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Canada's Anabelle Langlois and Cody Hay perform their pairs free skating routine at last year's world championships. ((Francois Mori/Associated Press))

Canada's defending figure skating pair champions Anabelle Langlois and Cody Hay may not be ready to compete at the Grand Prix events in Canada and Japan that begin in October. 

The duo must wait until Langlois recovers from a spiral fracture to her lower right fibula which occurred in July.  

"We had a great summer of training and got to work with David Wilson [famed choreographer] for both programs and it was during one of our final sessions with him, doing the short program, where the injury happened," Hay said.

Langlois said the accident was a fluke.

"I got stuck in new boots with my pick in the ice and ended up flat on my back … if you can imagine, with my foot stuck underneath me. I don't bend that way!

"I don't think of it as my bad foot — I think of it as my bionic reconstructed foot," Langlois said jokingly.

Surgery, five screws and a metal plate would make many skaters forget about returning to the ice quickly, but not Langlois. She has already been back on the ice training with her partner.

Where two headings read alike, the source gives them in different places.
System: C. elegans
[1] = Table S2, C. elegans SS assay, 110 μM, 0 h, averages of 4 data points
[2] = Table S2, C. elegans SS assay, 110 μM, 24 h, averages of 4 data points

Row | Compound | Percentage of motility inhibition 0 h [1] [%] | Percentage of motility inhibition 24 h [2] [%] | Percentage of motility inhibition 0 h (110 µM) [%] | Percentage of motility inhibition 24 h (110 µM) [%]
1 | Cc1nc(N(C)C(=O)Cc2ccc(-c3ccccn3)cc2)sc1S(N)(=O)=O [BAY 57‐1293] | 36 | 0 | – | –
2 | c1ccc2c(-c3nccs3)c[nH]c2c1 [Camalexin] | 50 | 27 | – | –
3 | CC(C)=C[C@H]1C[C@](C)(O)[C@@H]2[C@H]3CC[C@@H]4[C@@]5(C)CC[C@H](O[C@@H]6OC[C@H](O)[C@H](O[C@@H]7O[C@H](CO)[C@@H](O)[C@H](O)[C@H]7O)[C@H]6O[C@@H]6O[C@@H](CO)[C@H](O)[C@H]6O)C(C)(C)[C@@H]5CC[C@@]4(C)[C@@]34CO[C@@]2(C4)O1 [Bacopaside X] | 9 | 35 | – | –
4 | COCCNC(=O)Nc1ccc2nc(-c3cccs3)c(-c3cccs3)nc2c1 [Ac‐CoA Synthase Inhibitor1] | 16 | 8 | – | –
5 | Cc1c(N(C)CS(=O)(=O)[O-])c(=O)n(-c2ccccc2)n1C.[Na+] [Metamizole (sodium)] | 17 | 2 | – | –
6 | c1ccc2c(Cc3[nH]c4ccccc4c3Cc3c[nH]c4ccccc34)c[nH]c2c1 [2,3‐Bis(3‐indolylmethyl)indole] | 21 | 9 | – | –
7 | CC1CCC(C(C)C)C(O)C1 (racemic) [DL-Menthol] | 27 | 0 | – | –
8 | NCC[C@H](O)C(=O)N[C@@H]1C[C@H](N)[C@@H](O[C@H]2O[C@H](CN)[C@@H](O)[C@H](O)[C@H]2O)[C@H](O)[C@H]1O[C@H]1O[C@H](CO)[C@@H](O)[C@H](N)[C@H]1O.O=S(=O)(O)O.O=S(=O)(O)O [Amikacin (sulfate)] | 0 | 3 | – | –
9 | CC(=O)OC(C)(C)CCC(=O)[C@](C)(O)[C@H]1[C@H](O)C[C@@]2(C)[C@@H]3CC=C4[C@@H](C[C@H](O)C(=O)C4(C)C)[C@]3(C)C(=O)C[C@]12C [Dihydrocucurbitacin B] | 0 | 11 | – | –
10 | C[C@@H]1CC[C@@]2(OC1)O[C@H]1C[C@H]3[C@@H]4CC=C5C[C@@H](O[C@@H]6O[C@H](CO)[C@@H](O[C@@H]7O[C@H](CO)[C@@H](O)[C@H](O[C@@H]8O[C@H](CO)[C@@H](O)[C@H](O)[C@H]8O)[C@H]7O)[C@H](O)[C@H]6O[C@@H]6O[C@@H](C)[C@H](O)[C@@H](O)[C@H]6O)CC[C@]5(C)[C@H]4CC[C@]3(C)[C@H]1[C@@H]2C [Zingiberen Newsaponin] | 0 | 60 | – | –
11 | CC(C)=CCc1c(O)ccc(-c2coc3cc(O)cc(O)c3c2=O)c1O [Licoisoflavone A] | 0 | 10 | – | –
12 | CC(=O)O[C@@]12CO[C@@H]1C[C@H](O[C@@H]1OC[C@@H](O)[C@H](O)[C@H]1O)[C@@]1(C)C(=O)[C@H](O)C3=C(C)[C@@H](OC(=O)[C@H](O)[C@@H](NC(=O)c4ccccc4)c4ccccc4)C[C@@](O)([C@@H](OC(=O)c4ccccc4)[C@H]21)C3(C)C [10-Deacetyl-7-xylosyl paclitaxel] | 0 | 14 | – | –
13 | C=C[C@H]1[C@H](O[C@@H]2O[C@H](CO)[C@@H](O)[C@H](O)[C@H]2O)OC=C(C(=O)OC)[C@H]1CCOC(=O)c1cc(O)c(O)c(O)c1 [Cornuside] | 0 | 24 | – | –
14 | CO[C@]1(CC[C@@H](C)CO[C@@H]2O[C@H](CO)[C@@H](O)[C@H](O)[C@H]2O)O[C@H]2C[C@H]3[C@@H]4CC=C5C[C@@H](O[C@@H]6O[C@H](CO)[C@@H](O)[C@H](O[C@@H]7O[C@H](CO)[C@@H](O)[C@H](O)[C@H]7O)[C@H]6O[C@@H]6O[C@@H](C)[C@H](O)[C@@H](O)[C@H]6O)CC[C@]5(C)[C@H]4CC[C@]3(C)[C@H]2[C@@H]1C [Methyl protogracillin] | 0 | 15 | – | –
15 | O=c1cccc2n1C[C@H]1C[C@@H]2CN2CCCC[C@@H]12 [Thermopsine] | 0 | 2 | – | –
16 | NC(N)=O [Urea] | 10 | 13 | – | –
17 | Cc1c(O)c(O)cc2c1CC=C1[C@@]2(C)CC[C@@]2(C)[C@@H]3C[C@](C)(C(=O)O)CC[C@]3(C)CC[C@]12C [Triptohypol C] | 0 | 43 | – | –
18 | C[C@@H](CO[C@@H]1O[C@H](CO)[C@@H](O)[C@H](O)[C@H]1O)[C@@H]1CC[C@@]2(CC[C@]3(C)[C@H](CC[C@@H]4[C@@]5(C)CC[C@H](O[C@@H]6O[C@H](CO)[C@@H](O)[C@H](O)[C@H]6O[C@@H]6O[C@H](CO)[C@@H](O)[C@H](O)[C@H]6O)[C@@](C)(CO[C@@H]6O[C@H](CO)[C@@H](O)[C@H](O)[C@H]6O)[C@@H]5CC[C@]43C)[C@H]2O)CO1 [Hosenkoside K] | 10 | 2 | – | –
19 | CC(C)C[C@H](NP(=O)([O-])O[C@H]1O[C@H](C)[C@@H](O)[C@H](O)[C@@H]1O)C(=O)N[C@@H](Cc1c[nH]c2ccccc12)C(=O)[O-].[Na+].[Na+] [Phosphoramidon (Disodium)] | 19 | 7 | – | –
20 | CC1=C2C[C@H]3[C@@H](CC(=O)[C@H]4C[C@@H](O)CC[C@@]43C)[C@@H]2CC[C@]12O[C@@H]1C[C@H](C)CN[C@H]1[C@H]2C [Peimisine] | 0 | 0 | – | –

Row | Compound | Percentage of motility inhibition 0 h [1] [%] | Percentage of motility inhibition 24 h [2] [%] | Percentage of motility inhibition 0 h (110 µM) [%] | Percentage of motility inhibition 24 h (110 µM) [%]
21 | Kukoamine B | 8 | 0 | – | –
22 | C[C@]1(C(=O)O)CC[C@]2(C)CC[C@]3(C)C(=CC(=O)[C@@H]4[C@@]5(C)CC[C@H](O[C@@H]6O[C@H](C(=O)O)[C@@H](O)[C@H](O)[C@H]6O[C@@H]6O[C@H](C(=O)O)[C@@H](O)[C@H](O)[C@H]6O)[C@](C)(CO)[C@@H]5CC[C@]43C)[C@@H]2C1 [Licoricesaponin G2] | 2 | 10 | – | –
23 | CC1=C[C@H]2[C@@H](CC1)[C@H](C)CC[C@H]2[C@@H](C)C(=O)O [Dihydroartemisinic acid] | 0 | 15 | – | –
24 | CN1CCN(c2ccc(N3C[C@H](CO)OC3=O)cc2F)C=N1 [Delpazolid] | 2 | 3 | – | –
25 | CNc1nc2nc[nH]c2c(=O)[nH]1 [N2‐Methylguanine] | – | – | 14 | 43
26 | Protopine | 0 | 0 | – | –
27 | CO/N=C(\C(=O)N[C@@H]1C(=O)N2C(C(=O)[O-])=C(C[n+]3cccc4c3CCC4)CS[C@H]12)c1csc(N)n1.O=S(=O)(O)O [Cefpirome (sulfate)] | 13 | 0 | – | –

On Thursday, Langlois' surgeon gave her a clean bill of health so now she can begin to work on more difficult elements. 

"Anabelle is basically a real world superhero," said Hay. "She has been through so much physically with her skating. She manages to bounce back so quickly and more than ever in a positive way … She manages to work her way through so quickly it's hard for me to not be motivated by it."

Both skaters agree that this setback has actually improved their relationship.

"It's really shifted the gear between me and Cody. I have always been driven and in the beginning he was along for the ride. Last year he really stepped it up so it was even. Since my accident, he has been training so hard and harder than I have ever seen him. He changed his entire body, he has been eating better, has less body fat, more cardio, more weightlifting. I started seeing him not totally relying on me. Hard for me to watch and get used to but very exciting for us," Langlois said.

Skate Canada's director of marketing, Debbi Wilkes, herself a former pair skater, said, "All skaters are tough and take risks every day but pair skaters are unique because their risks are higher, faster and more dangerous.

"Injury is commonplace for pair skaters. That said, Anabelle is one of the toughest pair skaters I know and if there is any way that she can be on the ice competing that's where she will be."